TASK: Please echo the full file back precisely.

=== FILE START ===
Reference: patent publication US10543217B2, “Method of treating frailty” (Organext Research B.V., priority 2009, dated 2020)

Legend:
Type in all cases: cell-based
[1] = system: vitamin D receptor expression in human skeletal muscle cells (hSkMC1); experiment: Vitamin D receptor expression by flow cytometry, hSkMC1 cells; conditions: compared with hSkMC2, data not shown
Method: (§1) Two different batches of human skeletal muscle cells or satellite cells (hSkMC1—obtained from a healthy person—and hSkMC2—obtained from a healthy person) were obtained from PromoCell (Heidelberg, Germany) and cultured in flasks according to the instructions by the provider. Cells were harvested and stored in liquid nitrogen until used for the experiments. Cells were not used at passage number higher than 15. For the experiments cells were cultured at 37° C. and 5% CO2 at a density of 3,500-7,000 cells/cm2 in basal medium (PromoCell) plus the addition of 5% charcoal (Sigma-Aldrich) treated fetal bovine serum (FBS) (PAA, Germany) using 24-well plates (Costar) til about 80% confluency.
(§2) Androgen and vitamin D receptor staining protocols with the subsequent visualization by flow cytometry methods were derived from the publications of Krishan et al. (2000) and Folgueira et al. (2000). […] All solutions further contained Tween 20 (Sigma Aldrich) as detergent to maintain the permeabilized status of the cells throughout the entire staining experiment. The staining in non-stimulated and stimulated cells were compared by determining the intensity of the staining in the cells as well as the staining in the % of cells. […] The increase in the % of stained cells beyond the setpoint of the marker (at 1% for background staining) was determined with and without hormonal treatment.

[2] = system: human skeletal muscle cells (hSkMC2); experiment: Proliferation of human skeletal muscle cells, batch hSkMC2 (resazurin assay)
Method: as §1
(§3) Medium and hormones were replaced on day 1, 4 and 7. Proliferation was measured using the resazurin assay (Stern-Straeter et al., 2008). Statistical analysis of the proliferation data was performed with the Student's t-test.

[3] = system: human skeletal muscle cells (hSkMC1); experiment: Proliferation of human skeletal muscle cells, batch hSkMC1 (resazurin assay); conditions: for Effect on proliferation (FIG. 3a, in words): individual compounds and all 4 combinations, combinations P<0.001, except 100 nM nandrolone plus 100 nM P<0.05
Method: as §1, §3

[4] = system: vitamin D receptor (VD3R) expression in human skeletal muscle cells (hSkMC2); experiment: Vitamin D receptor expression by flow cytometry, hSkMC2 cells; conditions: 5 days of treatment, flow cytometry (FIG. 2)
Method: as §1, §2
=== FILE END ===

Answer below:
Reference: patent publication US10543217B2, “Method of treating frailty” (Organext Research B.V., priority 2009, dated 2020)

Legend:
Type in all cases: cell-based
[1] = system: vitamin D receptor expression in human skeletal muscle cells (hSkMC1); experiment: Vitamin D receptor expression by flow cytometry, hSkMC1 cells; conditions: compared with hSkMC2, data not shown
Method: (§1) Two different batches of human skeletal muscle cells or satellite cells (hSkMC1—obtained from a healthy person—and hSkMC2—obtained from a healthy person) were obtained from PromoCell (Heidelberg, Germany) and cultured in flasks according to the instructions by the provider. Cells were harvested and stored in liquid nitrogen until used for the experiments. Cells were not used at passage number higher than 15. For the experiments cells were cultured at 37° C. and 5% CO2 at a density of 3,500-7,000 cells/cm2 in basal medium (PromoCell) plus the addition of 5% charcoal (Sigma-Aldrich) treated fetal bovine serum (FBS) (PAA, Germany) using 24-well plates (Costar) til about 80% confluency.
(§2) Androgen and vitamin D receptor staining protocols with the subsequent visualization by flow cytometry methods were derived from the publications of Krishan et al. (2000) and Folgueira et al. (2000). […] All solutions further contained Tween 20 (Sigma Aldrich) as detergent to maintain the permeabilized status of the cells throughout the entire staining experiment. The staining in non-stimulated and stimulated cells were compared by determining the intensity of the staining in the cells as well as the staining in the % of cells. […] The increase in the % of stained cells beyond the setpoint of the marker (at 1% for background staining) was determined with and without hormonal treatment.

[2] = system: human skeletal muscle cells (hSkMC2); experiment: Proliferation of human skeletal muscle cells, batch hSkMC2 (resazurin assay)
Method: as §1
(§3) Medium and hormones were replaced on day 1, 4 and 7. Proliferation was measured using the resazurin assay (Stern-Straeter et al., 2008). Statistical analysis of the proliferation data was performed with the Student's t-test.

[3] = system: human skeletal muscle cells (hSkMC1); experiment: Proliferation of human skeletal muscle cells, batch hSkMC1 (resazurin assay); conditions: for Effect on proliferation (FIG. 3a, in words): individual compounds and all 4 combinations, combinations P<0.001, except 100 nM nandrolone plus 100 nM P<0.05
Method: as §1, §3

[4] = system: vitamin D receptor (VD3R) expression in human skeletal muscle cells (hSkMC2); experiment: Vitamin D receptor expression by flow cytometry, hSkMC2 cells; conditions: 5 days of treatment, flow cytometry (FIG. 2)
Method: as §1, §2